The Street

CHRIS COOK: CONCEALED

Chris Cook’s “Concealed” show, as per the title, is deliberately set in a cozy venue off the beaten Fringe path. Combined with the show’s low-key publicity, it sets an intimate tone for this afternoon act. Cook maintains this intentionally cultivated relaxed vibe throughout his series of street magic style tricks.

One of the reasons for this intimate show, Cook explains, is that several of his illusions are too physically small to be appreciated by the full audience in a large scale venue. Coin bending, one of the first tricks that he performs, is an obviously apt example of this. Audience members should perhaps be warned that when they lend Cook a coin they will not receive it back in working condition, but they do get a fun magical souvenir out of it, and Cook is kind enough to not use any volunteered pound coins for this particular effect. 

The small venue and audience size also allow Cook to perform an extended selection of card tricks. Exciting examples of these involve Cook producing a chocolate bar out of a brief flash of fire, and causing a deck of cards to disappear from within an audience member’s clasped hands. Cook ends with classic street magic sleight of hand, involving three cups and balls. Here his personal additions to the usual standards, and his use of the motifs of that trick to recall earlier moments in this show, make for an exciting finale.

“Concealed” is an ideal show to highlight the neatness and elegance of Cook’s magic style, some of which may get lost toward the back of a larger venue. It also allows Cook to engage more with his audience, as he performs magic surrounded by his viewers instead of up above them on a stage.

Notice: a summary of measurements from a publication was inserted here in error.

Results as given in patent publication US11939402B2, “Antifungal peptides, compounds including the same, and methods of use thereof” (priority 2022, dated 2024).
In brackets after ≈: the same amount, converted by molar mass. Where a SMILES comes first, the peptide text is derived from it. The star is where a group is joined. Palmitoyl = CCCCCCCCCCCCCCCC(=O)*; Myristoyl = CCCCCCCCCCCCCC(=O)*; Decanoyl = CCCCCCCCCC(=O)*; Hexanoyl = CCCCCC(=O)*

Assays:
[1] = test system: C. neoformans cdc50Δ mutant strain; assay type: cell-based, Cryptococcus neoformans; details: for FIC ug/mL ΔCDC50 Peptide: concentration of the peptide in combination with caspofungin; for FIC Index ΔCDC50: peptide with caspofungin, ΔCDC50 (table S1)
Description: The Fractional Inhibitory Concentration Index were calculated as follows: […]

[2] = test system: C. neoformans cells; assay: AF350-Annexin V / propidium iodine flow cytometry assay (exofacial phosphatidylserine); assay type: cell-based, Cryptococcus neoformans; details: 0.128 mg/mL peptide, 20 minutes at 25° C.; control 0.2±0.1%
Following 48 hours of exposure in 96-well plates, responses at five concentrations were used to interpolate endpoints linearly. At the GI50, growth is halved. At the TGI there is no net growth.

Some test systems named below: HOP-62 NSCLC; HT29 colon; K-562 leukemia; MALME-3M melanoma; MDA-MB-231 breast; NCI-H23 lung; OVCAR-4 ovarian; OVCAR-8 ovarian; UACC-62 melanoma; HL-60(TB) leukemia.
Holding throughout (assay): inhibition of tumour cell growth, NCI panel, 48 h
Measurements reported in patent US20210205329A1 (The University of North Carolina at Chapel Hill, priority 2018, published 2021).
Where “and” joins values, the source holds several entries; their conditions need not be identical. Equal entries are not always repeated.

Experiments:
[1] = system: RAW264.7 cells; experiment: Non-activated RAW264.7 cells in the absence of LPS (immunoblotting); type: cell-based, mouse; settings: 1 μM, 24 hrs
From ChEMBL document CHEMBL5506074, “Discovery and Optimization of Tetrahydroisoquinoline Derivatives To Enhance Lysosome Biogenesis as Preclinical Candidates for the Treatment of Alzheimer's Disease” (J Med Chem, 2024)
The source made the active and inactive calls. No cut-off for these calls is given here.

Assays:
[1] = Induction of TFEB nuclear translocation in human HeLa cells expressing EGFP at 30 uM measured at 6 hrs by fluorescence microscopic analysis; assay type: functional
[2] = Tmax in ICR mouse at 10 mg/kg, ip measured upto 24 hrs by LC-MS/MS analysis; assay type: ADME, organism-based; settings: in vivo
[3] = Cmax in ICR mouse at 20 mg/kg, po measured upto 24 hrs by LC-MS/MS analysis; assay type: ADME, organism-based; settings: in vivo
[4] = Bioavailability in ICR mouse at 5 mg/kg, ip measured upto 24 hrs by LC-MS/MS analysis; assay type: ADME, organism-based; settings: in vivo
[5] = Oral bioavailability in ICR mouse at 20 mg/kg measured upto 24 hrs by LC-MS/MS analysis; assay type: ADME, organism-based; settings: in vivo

The choices that Cook makes in his different shows display his versatility as a magician, as they each have very different atmospheres and feature distinct aspects of Cook’s magical skills. For Fringe goers who are only able to see one of Cook’s shows (or perhaps even only one magic show) “Control” is the one to go to. However, for those with an extra hour to spend in Cook’s delightful company, “Concealed” is an engaging and entertaining option.

AVA BEAUX: THE MYSTERIOUS TALES OF POE

Ava Beaux’s Edgar Allan Poe-themed magic show ‘The Mysterious Tales of Poe’ can be found in a cozy room underneath The Street bar. Relatively new to performing, Beaux opens her show a little nervous at first, but quickly became more confident as she gets further along, and delivers a spellbinding performance.

Rather than jumping straight in to a succession of magic tricks, Beaux skillfully ties her show together through her re-telling of Poe’s short stories. Her act is not, in practice, strictly a magic show, as her spoken word performance shares an equal role. This is certainly to our benefit, as Beaux is a captivating storyteller. Her illusions and storytelling complement each other perfectly to bring Poe’s tales to life.

Beaux also uses sound and practical effects to enhance her act, her use of sound being particularly effective. The knocks of her tell-tale heart initially sound almost like background noise from the bar above, and gradually become more insistent and distinct as Beaux reaches the concluding lines of the story. This particular re-telling is an impressive highlight of her show.

While Beaux often uses her magic abilities to great effect, this aspect of her performance occasionally feels a little bit clumsier. Her hands at times stray a little too close to her suspiciously puffy sleeves, and her transitions after her tricks sometimes feel a bit hasty and awkward. Her final magic trick, as well, feels rushed, and, on the occasion of this review, did not land as solidly as she might have hoped. But while these are issues, given the multi-faceted nature of Beaux’s act they are fairly minor in context. Her magic tricks will probably quickly improve as she gains more experience, perhaps even over the course of this year’s Fringe.

The Mysterious Tales of Poe is well worth watching for the overall effect of Beaux’s performance. She excels at creating atmosphere—the audience truly feels transported in turn to a ship on a stormy ocean or a mysterious old mansion in the middle of the countryside. This show is an inventive and exciting addition to the Fringe magic scene. While her magic surely will continue to improve, Beaux’s storytelling is so fascinating that her audience can hardly notice any flaws.